Local Food

What is CAPS Accreditation?

In 2015, one of the recipients of the Co-op Patronage Seedling Grants was the Vermont Vegetable and Berry Grower’s Association’s (VVBGA) Community Accreditation for Produce Safety (CAPS).  They received $12,700.55 from the grant program to help cover the cost of creating and implementing the CAPS program, including developing a web platform and providing farmer workshops.  CAPS is a voluntary and affordable Produce Safety Accreditation specifically for Vermont farms. The goal of CAPS is to help farmers reduce the risk of food-borne pathogens and maintain food safety credibility in the marketplace, even if they are exempt from the final rules of the Food Safety Modernization Act (FSMA).

A Farmer’s Thoughts on 100% Grass Fed Dairying

This is a guest post by Jack Lazor of Butterworks Farm. All views expressed in this article are personal to Jack.

One hundred per cent grass fed dairy products (aka “grass milk”) has been a relatively recent arrival to the dairy section of most natural foods outlets.  The health benefits of 100% grass fed dairy have long been espoused by The Weston A. Price Foundation and others.  When cows live on a diet from which grain has been eliminated, the omega 3 fatty acid profile increases in their milk.  Grass fed beef has become quite popular because of the presence of conjugated linoleic acids (CLA’s) in the meat.  Higher CLA’s reduce one’s risk of cancer and other diseases.  These same nutritional advantages hold true for 100% grass fed milk products. 

Sweet Talk: Local Honey

Let’s have some sweet talk…about local honey!  Every season, you may notice our beautiful endcap highlighting all of our local honey vendors. Even year round, our local honey selection is phenomenal. We work hard to support local honey producers, and we are committed to sharing information about each vendor with customers. We even have one staff member who is dedicated to working with local honey producers to make sure we’re offering high quality honey in a variety of sizes in addition to in what we offer in bulk.

Farmer Spotlight: Burundian Farmers Co-op

In 2010, New Farms for New Americans (NFNA), a program of Association of Africans Living in Vermont (AALV) started recruiting farmers and gardeners into their agriculture program with the help of a Refugee Agriculture Partnership Program (RAPP) grant from the Office of Refugee Resettlement. The grant was meant to help connect refugee and immigrant farmers to land, resources, and education related to business development for small-scale farming and markets.  The goals of this grant helped launch the Burundian Farmers Co-op.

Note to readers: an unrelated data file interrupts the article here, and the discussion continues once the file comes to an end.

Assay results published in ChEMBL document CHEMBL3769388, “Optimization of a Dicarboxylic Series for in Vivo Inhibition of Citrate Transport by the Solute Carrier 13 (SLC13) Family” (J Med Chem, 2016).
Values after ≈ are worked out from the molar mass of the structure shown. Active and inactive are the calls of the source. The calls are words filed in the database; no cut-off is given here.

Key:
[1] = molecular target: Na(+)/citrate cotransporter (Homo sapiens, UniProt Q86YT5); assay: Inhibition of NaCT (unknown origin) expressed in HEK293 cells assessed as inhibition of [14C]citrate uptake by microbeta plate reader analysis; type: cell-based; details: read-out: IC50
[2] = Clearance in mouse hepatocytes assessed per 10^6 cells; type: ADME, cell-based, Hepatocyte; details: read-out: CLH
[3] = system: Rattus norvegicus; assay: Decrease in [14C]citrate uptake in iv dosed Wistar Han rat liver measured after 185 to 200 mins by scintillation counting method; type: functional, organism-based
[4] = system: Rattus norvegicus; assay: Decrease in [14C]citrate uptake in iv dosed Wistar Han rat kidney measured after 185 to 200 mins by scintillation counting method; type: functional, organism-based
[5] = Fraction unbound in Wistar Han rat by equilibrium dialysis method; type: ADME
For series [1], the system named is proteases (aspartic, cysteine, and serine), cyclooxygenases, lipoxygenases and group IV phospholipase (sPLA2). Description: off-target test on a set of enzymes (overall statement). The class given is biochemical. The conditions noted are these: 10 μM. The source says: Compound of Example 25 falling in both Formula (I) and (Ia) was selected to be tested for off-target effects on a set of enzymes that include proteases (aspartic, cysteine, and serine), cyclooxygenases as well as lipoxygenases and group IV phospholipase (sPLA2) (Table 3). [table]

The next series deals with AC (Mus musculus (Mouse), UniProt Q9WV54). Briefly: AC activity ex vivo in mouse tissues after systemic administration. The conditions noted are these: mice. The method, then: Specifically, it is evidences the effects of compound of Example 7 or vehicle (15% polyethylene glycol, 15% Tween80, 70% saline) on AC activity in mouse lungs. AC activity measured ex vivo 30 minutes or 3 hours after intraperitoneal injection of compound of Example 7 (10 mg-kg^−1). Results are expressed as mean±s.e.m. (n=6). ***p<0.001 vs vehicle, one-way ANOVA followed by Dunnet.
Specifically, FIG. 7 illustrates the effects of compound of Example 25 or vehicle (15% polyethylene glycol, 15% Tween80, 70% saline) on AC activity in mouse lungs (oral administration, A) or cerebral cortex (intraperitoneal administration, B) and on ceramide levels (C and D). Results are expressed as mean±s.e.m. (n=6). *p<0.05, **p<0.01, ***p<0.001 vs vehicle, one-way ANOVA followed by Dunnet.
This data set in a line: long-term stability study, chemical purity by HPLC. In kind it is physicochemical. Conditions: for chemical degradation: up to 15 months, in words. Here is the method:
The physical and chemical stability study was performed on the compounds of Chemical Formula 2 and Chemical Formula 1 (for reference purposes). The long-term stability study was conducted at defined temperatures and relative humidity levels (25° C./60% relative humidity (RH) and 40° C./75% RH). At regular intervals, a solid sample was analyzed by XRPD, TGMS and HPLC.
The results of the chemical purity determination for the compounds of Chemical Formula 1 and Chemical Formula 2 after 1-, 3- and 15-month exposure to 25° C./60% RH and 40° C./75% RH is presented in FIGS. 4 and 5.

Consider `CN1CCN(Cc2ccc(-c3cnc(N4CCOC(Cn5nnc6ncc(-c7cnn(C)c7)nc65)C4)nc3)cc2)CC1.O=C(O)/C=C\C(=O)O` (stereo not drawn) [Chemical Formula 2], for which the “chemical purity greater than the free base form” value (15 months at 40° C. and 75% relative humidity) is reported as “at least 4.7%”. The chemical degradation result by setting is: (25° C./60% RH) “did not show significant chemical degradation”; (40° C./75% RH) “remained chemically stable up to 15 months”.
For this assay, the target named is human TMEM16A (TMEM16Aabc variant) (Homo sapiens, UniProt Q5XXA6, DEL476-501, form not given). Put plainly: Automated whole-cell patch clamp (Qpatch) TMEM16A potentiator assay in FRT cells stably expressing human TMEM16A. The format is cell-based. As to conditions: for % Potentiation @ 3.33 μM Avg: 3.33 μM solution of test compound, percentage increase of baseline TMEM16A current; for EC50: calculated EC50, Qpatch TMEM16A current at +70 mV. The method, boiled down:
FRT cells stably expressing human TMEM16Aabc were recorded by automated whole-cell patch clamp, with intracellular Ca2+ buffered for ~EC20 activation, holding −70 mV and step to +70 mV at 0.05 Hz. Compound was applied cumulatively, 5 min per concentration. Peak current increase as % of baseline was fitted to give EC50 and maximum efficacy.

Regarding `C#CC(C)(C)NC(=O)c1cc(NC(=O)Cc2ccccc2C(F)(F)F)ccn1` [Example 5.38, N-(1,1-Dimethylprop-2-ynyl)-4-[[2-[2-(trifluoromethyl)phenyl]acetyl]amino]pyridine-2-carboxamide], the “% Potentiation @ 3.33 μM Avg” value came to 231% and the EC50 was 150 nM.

Local Summer Spotlight

Welcome to August! Late summer is a special time for our Produce department. Every day it is filled with bright, fresh new products from farms all over Vermont and beyond. With such bounty upon us, I wanted to shine light on some of our lesser-known veggies. Who knew linga linga would be a such a great addition to a stir fry? Or that some types of lettuce are grown for their delicious stalks? Here's the lowdown on some of our new favorites this season.

Dandelion Love

I was surprised to see a few yellow dandelions blooming close the ground just over a week ago when the days were still quite chilly.  These plants are hardy!  While some people may be annoyed by pesky dandelions growing in their lawns and gardens, these healthful plants are actually one of the first spring foods you can forage from the land (if picking, be sure to harvest plants that are in an unsprayed area, at least 20 feet from a road, and not near sidewalks or trails). 

Local Food as Medicine: Adaptogens

Adaptogens are herbal remedies that increase our abilities to resist the effects of stress on our bodies and help restore our bodies to normal functioning by regulating the adrenal stress response.  Adaptogens also have antioxidant and anti-inflammatory effects that help protect cells from damage.  Adaptogens are generally non-toxic, even with prolonged use (but of course, be sure to check with your healthcare provider if you have any questions or concerns).

City Market's Prepared Foods Shines with Local Food Use

When you think of the words local food, what do you envision? Perhaps grown by your neighboring farmers, seasonality, delicious, healthy, minimal carbon foot print and supporting local economies. Well here at City Market, we define local products as grown or raised in Vermont, where the farm selling the product is from Vermont, and any processing is done in Vermont. Typically, these products are mostly whole, unprocessed foods.

Tortillas with Soul

We have a list of Global Ends that guides our business and all that we do.  One of our Global Ends is “strengthening the local food system,” which is met through a myriad of activities and programs including highlighting and selling local products (37% of sales in fiscal year 2015 were local and made in Vermont products), planning farm tours and crop mobs for the community, our Co-op Patronage Seedling Grants Program and our Local Farm and Producer Investment Program. 

Local Parsnip Perfection

Those of us living in northern climates who like to eat fresh foods during the winter are likely well-versed in root vegetables.  Beets, carrots, onions, potatoes, turnips and the like are readily available to us throughout the cold months.  But one can only eat so many root vegetables before they become blasé (really, how many ways can you eat turnips?).


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